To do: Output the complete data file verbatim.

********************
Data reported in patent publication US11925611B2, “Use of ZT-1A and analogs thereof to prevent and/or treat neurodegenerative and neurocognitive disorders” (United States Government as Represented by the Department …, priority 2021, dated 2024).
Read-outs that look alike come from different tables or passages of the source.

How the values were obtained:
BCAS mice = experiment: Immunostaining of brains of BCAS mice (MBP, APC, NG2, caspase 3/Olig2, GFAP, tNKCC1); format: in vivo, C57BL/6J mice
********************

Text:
Data reported in patent publication US11925611B2, “Use of ZT-1A and analogs thereof to prevent and/or treat neurodegenerative and neurocognitive disorders” (United States Government as Represented by the Department …, priority 2021, dated 2024).
Read-outs that look alike come from different tables or passages of the source.

How the values were obtained:
BCAS mice = experiment: Immunostaining of brains of BCAS mice (MBP, APC, NG2, caspase 3/Olig2, GFAP, tNKCC1); format: in vivo, C57BL/6J mice